We’re strapped down working on the next version release of Roster Plus, and that means some intense virtual collaboration has been going on, which could only happen with the use of cloud-based applications. Here’s the stuff we use every day.
A Mockingbird in the hand…
Like whiteboards on steroids, Mockingbird provides a platform where multiple users can quickly draw and argue over the design of anything from a user interface layout to a process flow – in real time. It hits the perfect balance of being simple and accessible enough to dive into on a creative whim while being customisable enough to construct almost anything you dream up.
Even the apparent limitation from the finite amount of ‘widget’ types that Mockingbird allows you to work with can also be overcome with a little out-of-the-box (out-of-the-widget?) thinking…for instance, assembling diagonal lines out of a series of grouped vertical or horizontal lines. Or assembling a clock icon out of a square, a circle, some lines, and some precise mouse movements.
The entirety of our new user interface is being meted out in iterative group design bursts over Mockingbird. Ideas and accompanying demonstrations about how a toolbar could sit or a record could display can be realised instantly with a few mouse clicks over the cloud and some animated talking over the top of the computer screen.
Google driving it
Drafting of blogs, help texts and manuals, updating of progress spreadsheets and everyone’s ratings of different coffee bean types is all handled using the Google Drive suite.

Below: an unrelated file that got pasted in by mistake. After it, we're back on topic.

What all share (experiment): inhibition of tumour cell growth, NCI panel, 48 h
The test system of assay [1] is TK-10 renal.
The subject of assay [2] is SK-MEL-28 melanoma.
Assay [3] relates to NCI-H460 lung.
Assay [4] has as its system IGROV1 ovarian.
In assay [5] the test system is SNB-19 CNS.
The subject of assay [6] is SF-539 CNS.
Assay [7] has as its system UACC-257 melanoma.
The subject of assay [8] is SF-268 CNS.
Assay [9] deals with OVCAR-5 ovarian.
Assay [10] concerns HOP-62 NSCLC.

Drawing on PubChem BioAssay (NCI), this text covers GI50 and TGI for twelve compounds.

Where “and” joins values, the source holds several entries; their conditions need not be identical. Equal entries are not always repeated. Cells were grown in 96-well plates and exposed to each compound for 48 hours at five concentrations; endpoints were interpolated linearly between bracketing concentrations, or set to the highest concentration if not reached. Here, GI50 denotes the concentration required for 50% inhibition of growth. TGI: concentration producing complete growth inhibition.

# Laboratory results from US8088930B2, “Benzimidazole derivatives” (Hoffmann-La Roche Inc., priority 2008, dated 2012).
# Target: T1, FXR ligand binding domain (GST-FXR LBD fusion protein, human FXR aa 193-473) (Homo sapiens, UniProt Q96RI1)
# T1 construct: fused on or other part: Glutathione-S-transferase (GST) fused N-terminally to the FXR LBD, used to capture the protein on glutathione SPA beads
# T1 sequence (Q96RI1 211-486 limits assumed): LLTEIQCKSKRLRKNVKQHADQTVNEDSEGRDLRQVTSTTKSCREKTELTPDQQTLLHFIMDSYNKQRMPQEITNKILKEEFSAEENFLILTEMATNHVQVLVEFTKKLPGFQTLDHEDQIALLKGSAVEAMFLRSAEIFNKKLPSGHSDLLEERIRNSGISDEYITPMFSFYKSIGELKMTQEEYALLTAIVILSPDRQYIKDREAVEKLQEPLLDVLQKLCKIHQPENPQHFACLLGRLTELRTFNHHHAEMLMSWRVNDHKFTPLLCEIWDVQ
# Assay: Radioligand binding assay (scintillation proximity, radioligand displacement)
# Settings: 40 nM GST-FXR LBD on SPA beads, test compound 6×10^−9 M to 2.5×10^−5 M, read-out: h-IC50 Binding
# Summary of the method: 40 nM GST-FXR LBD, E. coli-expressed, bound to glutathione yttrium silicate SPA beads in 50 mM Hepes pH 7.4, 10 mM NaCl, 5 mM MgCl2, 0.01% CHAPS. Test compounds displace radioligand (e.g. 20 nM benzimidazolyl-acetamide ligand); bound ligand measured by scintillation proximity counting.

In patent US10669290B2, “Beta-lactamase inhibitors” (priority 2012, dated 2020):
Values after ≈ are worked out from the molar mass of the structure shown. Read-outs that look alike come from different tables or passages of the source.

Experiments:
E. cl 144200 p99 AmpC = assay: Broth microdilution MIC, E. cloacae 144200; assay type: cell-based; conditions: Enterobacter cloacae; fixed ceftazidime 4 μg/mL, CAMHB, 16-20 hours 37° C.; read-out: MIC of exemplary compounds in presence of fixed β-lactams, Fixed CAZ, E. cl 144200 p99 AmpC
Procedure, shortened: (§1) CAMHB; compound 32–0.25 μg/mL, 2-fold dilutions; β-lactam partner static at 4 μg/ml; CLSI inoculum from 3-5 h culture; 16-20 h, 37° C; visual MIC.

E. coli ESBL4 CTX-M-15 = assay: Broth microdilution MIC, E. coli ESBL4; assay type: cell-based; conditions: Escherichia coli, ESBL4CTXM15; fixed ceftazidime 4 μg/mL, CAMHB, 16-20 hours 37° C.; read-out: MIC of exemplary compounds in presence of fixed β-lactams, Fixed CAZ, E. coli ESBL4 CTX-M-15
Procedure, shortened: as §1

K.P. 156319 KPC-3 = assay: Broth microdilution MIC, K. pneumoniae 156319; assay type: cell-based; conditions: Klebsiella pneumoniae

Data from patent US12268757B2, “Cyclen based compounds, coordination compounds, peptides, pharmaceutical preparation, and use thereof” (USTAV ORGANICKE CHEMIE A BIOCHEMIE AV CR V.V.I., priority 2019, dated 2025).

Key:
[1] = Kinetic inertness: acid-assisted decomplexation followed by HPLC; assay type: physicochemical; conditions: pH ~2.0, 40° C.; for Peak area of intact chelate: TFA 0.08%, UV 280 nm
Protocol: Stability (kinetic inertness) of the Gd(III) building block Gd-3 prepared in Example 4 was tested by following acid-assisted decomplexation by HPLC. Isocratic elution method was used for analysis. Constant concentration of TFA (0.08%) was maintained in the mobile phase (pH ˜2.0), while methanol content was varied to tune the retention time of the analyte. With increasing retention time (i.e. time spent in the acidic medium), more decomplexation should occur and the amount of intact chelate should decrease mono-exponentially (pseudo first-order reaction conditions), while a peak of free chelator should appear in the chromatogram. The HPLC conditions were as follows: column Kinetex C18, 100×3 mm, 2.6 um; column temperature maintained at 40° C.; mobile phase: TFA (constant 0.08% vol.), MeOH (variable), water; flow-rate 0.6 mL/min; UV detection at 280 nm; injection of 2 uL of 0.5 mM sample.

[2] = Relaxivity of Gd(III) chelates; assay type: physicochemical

To keep track of the next version’s progress, we have a master spreadsheet that has been set up to calculate progress percentages for each task needed to reach each final screen of the new version: from wireframing it, to writing the help text for it, to designing and scripting it. Team members update the progress of their task on each page in each corresponding cell, which updates the aggregate percentage for that phase of work, which updates the total progress percentage figure, which leads to excitement.
When a blog post, a web page, or some service-related documentation is being written, debate over the phrasing of a sentence can be helped along with demonstrative typing. Though admittedly it’s a bit creepy when you see another cursor zooming around eating up and spitting out your words, it does make you wonder how people used to do it only a few years ago by emailing documents back and forth.
Every business-related task we want to track from fixing bugs to buying pot plants is managed through Asana’s easy and powerful tasking system. By some act of wizardry, Asana has been designed so that everything you need to see about a work task is there, and everything you don’t want to see but other tasking programs usually show isn’t. The lack of rigidity about how you can go about creating and managing tasks is great too, as it lets you quickly map tasks and then get back to work instead of getting lost in the process of processing a process.
With an exponential increase in collaborative software tools in the cloud and their becoming steadily more accessible, powerful and affordable (even free!), one often wonders what’s next. Maybe in five years we’ll be collaborating using heads-up display contact lenses and brainwaves. Until then, happy rostering!